A question is starting to emerge: Could Mike Huckabee win Iowa? I am going to answer yes. This is not yet a prediction, but it could be.

First, why it could happen. He is clearly rising in the polls into a clear second. And success begets success.  And it seems clear that outside groups like NRLC will whack at Mitt Romney to drop his numbers. Lastly, everyone, other than Romney, wins by a Huckabee victory. I expect a bunch of autodials and people at the polls urging Giuliani and McCain supporters to go with Huckabee.

Romney’s expectations game is awful, and all the press, with a couple of exceptions, really doesn’t like him. A Huckabee success and a Romney failure would be the only story. Especially because whatever the story on the Dems side is the going to be the story. If Clinton wins in Iowa, she will have sealed the nomination and that will be the story. If Obama wins Iowa — becoming a real possibility with the Hillary collapse–, the story will be about how the game is really on in the Democratic nomination. I suspect that means that there is really only one GOP story out of Iowa.

But it might not happen. Huckabee is getting attacked by everyone. Romney and Thompson are attacking him on taxes. Romney on immigration (but Huckabee is attacking back on good ole’ Iowa values, where people mow their own lawns, not hire Guatemalan illegals to do it). And… there is little evidence that Huckabee can organize his way out of a paper bag.

The answer is that it is unsettled. Want to know how unsettled? Read on.

Ross Douthat drills down a little bit on some of the internals and fundamentals in the NYT poll. Ross point to this:

But two-thirds of Mr. Romney’s backers said they could change their mind, a strikingly large number; by contrast, half of Mr. Huckabee’s supporters said they could change their mind. And nearly every one of Mr. Huckabee’s poll measures in Iowa, where he has focused most of his resources, was encouraging: 50 percent of respondents had a favorable view of him, compared with 7 percent who said they viewed him unfavorably

   All Romney Huckabee
We agree on issues 14 15 11
He shares my values 13 13 19
He is a conservative 10 7 20
Honest and trustworthy 9 16 7
He has right experience 9 9 1
Stand on immigration 7 10 4
Stand on abortion 5 2 12

The numbers suggest something more. Huckabee is way out ahead of Mitt Romney on "is a conservative", abortion, and "shares my values." But on "agree on issues", immigration, and "right experience", Huckabee is struggling places.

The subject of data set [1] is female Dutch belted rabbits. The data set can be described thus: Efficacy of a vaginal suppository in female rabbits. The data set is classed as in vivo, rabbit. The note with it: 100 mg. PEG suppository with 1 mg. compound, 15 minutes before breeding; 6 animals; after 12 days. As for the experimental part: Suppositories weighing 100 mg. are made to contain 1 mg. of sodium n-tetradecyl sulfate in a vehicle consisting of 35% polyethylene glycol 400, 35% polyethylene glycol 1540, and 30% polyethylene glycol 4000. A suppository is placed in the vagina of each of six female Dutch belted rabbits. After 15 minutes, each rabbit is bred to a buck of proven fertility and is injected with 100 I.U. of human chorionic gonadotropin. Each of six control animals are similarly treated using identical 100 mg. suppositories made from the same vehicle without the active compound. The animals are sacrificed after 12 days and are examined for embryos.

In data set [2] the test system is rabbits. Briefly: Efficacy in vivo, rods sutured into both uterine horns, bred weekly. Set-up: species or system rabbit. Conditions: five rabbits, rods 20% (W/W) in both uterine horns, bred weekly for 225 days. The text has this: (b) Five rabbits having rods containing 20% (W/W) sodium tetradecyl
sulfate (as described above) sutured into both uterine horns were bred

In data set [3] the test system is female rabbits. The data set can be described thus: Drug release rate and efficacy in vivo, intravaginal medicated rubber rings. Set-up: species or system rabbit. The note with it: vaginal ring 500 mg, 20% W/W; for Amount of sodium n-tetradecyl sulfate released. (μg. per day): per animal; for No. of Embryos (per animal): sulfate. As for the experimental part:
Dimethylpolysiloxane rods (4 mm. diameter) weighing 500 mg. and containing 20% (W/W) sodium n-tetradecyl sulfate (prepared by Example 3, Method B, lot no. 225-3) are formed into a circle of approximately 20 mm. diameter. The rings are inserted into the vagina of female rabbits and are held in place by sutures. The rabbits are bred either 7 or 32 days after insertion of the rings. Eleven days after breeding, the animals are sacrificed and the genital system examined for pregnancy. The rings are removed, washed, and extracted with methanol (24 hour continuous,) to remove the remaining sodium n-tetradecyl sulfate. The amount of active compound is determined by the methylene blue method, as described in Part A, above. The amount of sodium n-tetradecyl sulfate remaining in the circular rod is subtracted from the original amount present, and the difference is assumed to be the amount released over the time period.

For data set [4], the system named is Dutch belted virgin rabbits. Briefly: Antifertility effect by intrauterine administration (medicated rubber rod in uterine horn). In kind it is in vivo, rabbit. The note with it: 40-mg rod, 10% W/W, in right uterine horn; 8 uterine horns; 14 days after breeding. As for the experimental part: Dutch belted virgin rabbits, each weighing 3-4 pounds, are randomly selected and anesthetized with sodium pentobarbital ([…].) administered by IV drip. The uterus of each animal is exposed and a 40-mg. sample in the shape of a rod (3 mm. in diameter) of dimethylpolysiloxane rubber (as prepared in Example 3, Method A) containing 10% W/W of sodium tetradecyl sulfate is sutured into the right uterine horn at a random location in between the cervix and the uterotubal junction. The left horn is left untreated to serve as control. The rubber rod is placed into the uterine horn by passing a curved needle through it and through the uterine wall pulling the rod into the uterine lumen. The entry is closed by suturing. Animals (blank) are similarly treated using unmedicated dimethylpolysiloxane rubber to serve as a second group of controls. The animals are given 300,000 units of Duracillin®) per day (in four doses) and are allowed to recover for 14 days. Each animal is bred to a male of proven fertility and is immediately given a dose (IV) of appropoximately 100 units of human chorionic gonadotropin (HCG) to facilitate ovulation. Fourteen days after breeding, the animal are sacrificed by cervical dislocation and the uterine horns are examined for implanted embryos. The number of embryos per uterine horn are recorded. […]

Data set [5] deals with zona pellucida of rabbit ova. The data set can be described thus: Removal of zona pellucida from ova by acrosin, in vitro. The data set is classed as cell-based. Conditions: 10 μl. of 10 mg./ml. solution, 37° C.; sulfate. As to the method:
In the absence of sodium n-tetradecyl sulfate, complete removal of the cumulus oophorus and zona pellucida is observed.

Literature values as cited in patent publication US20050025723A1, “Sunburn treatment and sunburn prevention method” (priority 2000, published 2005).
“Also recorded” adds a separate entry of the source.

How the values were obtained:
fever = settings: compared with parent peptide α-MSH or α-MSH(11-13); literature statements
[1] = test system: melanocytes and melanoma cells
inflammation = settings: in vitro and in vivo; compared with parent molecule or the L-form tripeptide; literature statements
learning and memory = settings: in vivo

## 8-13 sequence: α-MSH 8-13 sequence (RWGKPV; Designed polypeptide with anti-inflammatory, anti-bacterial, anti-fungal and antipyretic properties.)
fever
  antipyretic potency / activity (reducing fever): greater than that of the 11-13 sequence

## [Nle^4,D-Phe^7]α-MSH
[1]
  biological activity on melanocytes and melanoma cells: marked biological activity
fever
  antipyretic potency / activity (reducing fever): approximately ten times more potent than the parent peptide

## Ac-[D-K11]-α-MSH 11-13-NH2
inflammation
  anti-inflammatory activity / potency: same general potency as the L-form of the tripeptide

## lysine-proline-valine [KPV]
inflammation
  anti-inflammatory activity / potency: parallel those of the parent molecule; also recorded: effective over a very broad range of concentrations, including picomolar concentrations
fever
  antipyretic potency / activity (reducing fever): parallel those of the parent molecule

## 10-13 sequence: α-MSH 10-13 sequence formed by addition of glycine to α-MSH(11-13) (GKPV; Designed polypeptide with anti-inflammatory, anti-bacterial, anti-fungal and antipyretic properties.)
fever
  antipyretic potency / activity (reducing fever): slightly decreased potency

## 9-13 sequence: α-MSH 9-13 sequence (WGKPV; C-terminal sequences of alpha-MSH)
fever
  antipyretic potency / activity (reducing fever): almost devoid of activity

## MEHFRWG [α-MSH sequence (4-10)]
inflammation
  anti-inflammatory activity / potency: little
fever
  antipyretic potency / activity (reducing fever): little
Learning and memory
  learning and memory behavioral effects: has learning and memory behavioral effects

I suspect that the "issues" thing is really about taxes. There has been a lot of mail going out, phone calls, and people have run ads against Huckabee. Huckabee’s experience number can be moved with some good bio ads.

I am however, struck by Romney’s abortion number. This confirms the word on the street from Iowa. Romney’s voter base is the country-clubbers. They may well be moderates. Look at his second choice people:

Romney’s supporters’ second choice is Giuliani, followed by McCain and Huckabee. Huckabee’s supporters’ second choice is Romney, followed by Thompson.

So Huckabee has room to go positive and drive his numbers more. Of course, not just the guys that write happy are reading these polls. I would expect some interest groups or 527s whacking away at Romney in Iowa. NRLC’s endorsement suggests to me that they would do that. But something seems clear. Abortion talk may not drive Romney’s numbers down. Attacking him on immigration and his trustworthiness (flip-flopper?) might work.

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FullosseousFlap's Dental Blog · November 15, 2007 at 12:57 PM

Mitt Romney Slip Sliding Away to Mike Huckabee in Iowa…

Arkansas Governor and 2008 Republican Presidential Candidate Mike Huckabee speaks at the Washington Briefing/Values Voter Summit, an evangelical Christian conference, in October, in Washington, DC. Partly by exploiting discontent among Christian conse…

Mere Orthodoxy » Can Huckabee Win? · November 16, 2007 at 6:39 PM

[…] In addition, it seems clear that the likely voters for Huckabee and Romney are very different.  Romney’s, not surprisingly, are big money folk who will pay for the ads but probably won’t knock on doors.  And if the numbers are right, they’re not as committed to their guy as Huckabee’s people are.  Huckabee’s, on the other hand, are homeschooling types who are devoted to helping him win.  That loyalty translates into an evangelistic zeal that Huckabee’s people have that can go a long ways in a hurry to overcome a weak infrastructure (see, for instance, Huckabee’s web numbers, which are equal to Hillary Clinton’s). In my mind, then, whether Huckabee can win the nomination is still an open question.  What is certain, however, is that if Huckabee does win the nomination, he will have earned it.  But that’s what the process is about, right? Can he win the White House, though? […]

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